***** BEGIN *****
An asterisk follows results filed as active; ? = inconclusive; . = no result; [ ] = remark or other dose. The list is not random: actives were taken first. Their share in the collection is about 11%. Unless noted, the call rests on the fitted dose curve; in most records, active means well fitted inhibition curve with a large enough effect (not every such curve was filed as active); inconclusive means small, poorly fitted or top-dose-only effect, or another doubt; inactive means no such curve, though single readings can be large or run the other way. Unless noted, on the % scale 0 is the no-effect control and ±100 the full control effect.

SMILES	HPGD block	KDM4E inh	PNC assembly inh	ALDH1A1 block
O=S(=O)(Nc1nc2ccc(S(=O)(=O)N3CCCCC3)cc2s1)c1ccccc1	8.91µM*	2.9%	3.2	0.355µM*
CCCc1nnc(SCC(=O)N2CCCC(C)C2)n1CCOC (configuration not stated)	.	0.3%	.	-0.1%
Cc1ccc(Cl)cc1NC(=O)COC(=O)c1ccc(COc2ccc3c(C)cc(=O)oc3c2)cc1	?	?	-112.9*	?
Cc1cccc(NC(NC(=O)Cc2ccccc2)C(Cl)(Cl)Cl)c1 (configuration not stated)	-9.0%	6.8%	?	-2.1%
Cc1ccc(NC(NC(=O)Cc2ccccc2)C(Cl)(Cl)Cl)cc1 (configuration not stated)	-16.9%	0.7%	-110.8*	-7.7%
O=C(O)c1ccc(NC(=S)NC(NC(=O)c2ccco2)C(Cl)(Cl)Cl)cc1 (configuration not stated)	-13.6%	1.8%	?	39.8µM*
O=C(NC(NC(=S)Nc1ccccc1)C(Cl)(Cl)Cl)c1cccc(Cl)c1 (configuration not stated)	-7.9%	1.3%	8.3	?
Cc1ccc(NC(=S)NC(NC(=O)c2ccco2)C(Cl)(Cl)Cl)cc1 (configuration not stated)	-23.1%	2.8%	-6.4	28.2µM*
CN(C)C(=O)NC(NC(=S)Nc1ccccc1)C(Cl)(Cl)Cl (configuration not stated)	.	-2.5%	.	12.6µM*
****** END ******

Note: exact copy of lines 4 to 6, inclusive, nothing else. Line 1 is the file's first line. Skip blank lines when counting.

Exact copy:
CCCc1nnc(SCC(=O)N2CCCC(C)C2)n1CCOC (configuration not stated)	.	0.3%	.	-0.1%
Cc1ccc(Cl)cc1NC(=O)COC(=O)c1ccc(COc2ccc3c(C)cc(=O)oc3c2)cc1	?	?	-112.9*	?
Cc1cccc(NC(NC(=O)Cc2ccccc2)C(Cl)(Cl)Cl)c1 (configuration not stated)	-9.0%	6.8%	?	-2.1%